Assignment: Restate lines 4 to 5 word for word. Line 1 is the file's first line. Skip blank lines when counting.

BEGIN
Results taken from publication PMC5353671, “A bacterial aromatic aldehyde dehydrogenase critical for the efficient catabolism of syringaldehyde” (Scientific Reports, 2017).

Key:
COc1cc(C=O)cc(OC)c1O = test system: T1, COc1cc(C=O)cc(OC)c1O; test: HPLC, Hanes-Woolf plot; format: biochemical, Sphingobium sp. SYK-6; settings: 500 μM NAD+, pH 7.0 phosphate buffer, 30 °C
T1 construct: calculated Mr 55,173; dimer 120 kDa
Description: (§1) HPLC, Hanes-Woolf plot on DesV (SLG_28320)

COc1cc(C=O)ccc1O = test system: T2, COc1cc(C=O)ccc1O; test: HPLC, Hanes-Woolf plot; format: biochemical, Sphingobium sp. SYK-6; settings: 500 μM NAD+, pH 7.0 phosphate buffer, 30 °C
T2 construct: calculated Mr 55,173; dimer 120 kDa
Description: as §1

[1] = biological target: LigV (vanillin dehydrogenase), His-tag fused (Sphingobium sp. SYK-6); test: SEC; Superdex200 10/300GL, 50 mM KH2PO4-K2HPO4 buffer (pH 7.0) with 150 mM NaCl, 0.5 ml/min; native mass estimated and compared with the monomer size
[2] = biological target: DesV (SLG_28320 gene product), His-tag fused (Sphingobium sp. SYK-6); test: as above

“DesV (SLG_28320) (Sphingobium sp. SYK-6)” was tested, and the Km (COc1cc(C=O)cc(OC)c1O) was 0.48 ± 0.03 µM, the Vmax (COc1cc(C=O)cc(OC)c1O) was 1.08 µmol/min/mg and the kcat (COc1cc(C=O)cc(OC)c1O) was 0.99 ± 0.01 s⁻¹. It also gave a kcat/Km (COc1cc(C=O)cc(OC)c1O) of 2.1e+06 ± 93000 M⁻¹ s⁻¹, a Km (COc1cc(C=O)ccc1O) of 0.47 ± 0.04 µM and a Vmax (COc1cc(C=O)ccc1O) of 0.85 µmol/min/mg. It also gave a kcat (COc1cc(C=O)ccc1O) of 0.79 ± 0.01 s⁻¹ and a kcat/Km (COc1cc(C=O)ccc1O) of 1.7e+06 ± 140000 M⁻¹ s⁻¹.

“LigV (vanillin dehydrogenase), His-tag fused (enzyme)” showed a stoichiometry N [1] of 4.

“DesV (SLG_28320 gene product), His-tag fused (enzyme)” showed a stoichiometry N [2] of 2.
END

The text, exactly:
T1 construct: calculated Mr 55,173; dimer 120 kDa
Description: (§1) HPLC, Hanes-Woolf plot on DesV (SLG_28320)